The decision in the Webster case links defense of abortion rights to defense of public-health care and facilities and to the struggle for economic justice As in the 1981 McRae case, in which the Supreme Court upheld the Hyde Amendment, the court has made painfully obvious the point that poor women will bear the brunt of erosions in abortion rights.

In the past, however, the pro-choice movement has failed to connect the defense of abortion rights to the struggle to better the healthcare and economic conditions of poor women and women of color Is it possible now to orient the politics of the pro-choice movement in this direction? I think so.

The pro-choice message from the mainstream groups has become broader, emphasizing funding and access issues beyond legal abortion itself. Left feminist reproductive-rights activists should now make our priority expanding the notion of reproductive rights and focusing the debate on the needs of all women.

I believe that the activists who are flocking to the movement are receptive to these politics. The Webster decision, the ongoing attacks on the clinics by “Operation Rescue” and the face-to-face confrontations with the anti-abortion movements at the clinics has radicalized the rank and file of the pro-choice movement This has both tactical and ideological implications.

Many of those who have been participating in ongoing clinic defense are discouraged by having to rely on the “legitimate authorities” to protect abortion rights. The prominence of the police, while inevitable when the anti-choice tactics are ones of civil disobedience, is for us especially problematic. When abortion-rights counterdemonstrators cheer the police, the ambiguity of our position becomes painfully clear. When clinics try to get injunctions against demonstrators to severely constrain their protest and attempt to use the RICO law to impose huge fines on protestors, the degree of complicity with the status quo is troublesome.

We want to stop the anti-abortion movement, but using the very tactics that are so often used against progressive movements makes us uneasy about the way the battle has been shaped. Counting on the police to keep the clinics open, counting on the courts to preserve abortion rights, counting on the medical establishment to provide abortion services are all seen as complicity with an oppressive system—a system that should be challenged, not relied upon.

The abortion-rights movement is coming together in an effort to refocus the debate so that women’s lives become the central issue. In doing so, more radical demands are emerging Women are calling not only for the right to choose among existing options but are questioning why they lack the power to create the options.

There is a reawakening of interest in women-controlled health care and abortion. There is a call for women to control the development and distribution of abortifacient drugs like RU 486. Women are saying they will take on the task of keeping the clinics open regardless of the legal status of abortion. Millions of women seem prepared not only to have abortions even if abortion is criminalized but to say publicly that they would do so.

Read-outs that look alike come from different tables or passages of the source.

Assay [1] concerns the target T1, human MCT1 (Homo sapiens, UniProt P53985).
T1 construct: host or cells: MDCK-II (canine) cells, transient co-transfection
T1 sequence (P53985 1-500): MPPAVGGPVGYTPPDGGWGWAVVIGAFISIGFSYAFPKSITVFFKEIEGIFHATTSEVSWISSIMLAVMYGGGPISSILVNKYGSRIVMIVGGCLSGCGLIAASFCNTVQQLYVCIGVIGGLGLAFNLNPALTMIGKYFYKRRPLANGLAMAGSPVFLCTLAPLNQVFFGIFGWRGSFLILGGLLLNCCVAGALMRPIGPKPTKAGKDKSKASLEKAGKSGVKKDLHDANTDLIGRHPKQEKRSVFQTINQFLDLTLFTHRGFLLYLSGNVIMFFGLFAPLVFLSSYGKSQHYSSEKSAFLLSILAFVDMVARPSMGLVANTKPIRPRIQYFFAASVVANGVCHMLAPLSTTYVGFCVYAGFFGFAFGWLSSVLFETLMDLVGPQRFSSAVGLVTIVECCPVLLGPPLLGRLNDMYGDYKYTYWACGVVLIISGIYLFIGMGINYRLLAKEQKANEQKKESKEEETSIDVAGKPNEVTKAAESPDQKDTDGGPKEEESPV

Civil disobedience and other forms of direct action are being widely discussed. The refusal to be silenced and to allow abortion to go underground in the way that it was pre-Roe is striking. The women’s movement has permanently changed the consciousness of many women. Young women feel entitled to abortion rights, birth control, equality in employment and other facets of their lives. And now they seem prepared to fight to secure these riots.

This is a time for our movement to be aggressive. Unfortunately, fear of further losses is causing some of the mainstream pro-choice groups to continue the defensive posture that has characterized the pro-choice movement since Roe vs. Wade. This argument, like that for single-issue politics, claims that if we fail to compromise, we will lose everything. The immediate political implications of this are already being felt within the movement.

In many states, even prior to anti-abortion offensives, pro-choice organizations and individuals are proposing legislation to “safeguard” abortion rights in the absence of federal constitutional protections. In Massachusetts, for instance, the Coalition for Choice, comprising Planned Parenthood, League of Women Voters, Religious Coalition for Abortion Rights, Civil Liberties Union of Massachusetts, Mass ChoiceJNA1AL and NOW, are pursuing an amendment that protects a woman’s choice only until the twenty-fourth week of pregnancy. The Coalition chose to pursue this option over legislation that would codify unrestricted abortion rights.

Those who support this strategy justify the 24-week restriction by arguing: 1) We must compromise our demands so the “soft supporters” of abortion rights—those who support abortion under some circumstances—will join with those who support a woman’s right to decide under all circumstances; 2) There are so few late abortions that the restriction is largely symbolic; 3) The anti-abortion movement often targets late abortions in its rhetoric and graphics, and we can defuse their arguments 4) The question of viability is dominating the public debate, arising not just in the abortion arena, but in the area of reproductive technologies (a Tennessee judge, for instance, has just ruled in favor of a woman suing for custody of frozen embryos on the grounds that these “babies” had a right to life); and, 5) Legal experts and professional pollsters say this is the only “winnable” referendum.